18:30 Bus from the hotel to the Madetoja Hall
19:00 Oulu Symphony Orchestra concert at the Madetoja Hall
Johannes Gustavsson, conductor
Jamie Barton, mezzosoprano
Juha Pisto: Symphony no 1 (first performance)
Lili Boulanger: D’un soir triste
Gustav Mahler: Rückert Lieder
Intermission hosted by the International Artist Managers´ Association (IAMA) Chairman Aino Turtiainen-Visala, Introduction of “The Heirs of Sibelius” project by Kalevi Aho.
Bus to the hotel leaves after the concert. Dinner by your own cost.
Friday 22nd of September
Oulu City Theatre, Vinttikamari, Kaarlenväylä 2, Oulu
9:00 – 10:00: Music as a gateway to empathy in the digital realm
Key Note Speaker Katri Saarikivi, Cognitive neuroscientist at the University of Helsinki
10:00 – 10:45 Can orchestra field benefit from the game industry and vice versa?
Tony Manninen, CEO of Ludocraft, designing games and play
10:45 – 11:00 Coffee
11:00 – 12:00: The future leadership in the orchestra field
Vesa Puhakka, Professor of Management at the University of Oulu´s Business School.
12:00 – 13:00 Lunch
14:00 Gathering at the hotel
14:15 Oulu Tour from the river delta to country side.
Additional fee 75 €. Please wear sporty casual, waterproof, windproof, everything proof. Bring your swim suit. Towels provided by the host.
– M/S Angelina river boat – smoke sauna – traditional Finnish dinner
22:30 – Bus back to the city
Max M. and Marjorie S. Fisher Music Center
Tuesday, June 6, 2017 4:00pm-5:30pm Eastern
Economics, race, immigration, urban versus suburban, arts and culture, and of course transportation – this being the Motor City – all converge in a story about transformation and how to lead in the face of tremendous adversity.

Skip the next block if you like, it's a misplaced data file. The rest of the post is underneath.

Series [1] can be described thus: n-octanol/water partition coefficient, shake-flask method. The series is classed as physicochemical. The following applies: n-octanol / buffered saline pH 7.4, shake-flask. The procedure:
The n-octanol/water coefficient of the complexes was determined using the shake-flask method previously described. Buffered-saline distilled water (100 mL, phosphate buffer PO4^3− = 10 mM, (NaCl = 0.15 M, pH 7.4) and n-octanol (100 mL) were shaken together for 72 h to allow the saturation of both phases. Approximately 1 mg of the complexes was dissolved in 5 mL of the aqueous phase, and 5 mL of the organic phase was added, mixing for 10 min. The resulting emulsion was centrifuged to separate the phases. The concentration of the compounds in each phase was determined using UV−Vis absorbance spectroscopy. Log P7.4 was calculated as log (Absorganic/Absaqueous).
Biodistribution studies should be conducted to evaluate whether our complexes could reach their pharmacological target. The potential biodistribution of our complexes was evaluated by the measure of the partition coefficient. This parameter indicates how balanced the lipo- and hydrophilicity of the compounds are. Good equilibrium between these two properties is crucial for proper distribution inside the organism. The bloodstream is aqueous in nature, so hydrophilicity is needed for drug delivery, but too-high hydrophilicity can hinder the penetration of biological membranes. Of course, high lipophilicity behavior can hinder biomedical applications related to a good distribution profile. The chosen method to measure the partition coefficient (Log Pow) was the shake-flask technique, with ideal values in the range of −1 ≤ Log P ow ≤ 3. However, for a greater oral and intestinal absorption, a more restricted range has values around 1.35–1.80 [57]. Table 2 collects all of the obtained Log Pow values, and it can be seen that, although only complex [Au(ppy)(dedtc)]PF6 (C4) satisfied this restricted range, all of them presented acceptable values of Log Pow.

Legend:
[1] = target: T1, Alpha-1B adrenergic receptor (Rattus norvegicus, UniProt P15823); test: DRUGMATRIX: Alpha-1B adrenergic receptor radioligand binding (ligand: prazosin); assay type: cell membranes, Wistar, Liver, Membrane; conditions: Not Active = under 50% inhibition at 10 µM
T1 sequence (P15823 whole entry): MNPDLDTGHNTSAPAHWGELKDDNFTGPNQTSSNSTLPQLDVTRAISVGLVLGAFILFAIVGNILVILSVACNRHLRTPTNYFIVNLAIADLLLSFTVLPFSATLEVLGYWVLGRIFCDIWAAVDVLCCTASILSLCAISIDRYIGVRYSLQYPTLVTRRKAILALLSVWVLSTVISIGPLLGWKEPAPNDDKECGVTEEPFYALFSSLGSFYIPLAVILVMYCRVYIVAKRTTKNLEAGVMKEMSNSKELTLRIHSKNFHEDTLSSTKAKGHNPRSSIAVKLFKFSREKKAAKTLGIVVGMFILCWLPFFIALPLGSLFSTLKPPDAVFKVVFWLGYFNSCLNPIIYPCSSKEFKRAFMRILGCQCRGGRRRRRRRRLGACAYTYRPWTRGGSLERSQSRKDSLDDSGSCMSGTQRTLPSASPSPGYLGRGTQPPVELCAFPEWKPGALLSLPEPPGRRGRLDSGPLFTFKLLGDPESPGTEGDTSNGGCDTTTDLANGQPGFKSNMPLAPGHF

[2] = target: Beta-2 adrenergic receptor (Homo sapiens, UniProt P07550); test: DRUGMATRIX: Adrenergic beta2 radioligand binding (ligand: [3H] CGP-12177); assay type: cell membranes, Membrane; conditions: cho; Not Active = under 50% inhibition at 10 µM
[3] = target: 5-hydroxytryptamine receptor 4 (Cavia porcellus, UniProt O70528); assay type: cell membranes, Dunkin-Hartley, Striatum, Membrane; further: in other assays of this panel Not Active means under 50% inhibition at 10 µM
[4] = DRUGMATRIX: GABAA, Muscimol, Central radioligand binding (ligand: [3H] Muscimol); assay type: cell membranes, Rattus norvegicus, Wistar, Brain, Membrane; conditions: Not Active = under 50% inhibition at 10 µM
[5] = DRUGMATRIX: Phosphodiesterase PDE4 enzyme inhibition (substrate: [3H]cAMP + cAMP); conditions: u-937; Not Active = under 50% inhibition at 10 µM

Watch and listen to the Opening Plenary of the League’s 2017 Conference as civic, business, and cultural leaders reveal the powerful interplay of their paths and how they’ve become change agents in building a new Detroit for all.
Mark Davidoff, board chairman, Detroit Symphony Orchestra
Anne Parsons, president and CEO, Detroit Symphony Orchestra
Jesse Rosen, president and CEO, League of American Orchestras
Patricia Richards, board chair, League of American Orchestras
Welcome from Ford Motor Company
James G. Vella, president, Ford Motor Company Fund and Community Services
Gold Baton Award Presentation
Ann Hobson Pilot, former principal harp of the Boston Symphony Orchestra, will receive the League’s 2017 Gold Baton Award, the League of American Orchestras’ highest honor, given annually for distinguished service to America’s orchestras.
Panel Discussion, Detroit Rising: Stories of Renewal
Matt Cullen, principal, Rock Ventures LLC; CEO, JACK Entertainment LLC
Hassan Jaber, executive director, Arab Community Center for Economic and Social Services (ACCESS)
Mariam Noland, president, Community Foundation for Southeast Michigan
Shirley Stancato, president and CEO, New Detroit
Moderator: Mark Stryker, arts reporter and music critic, Detroit Free Press (1995-2016)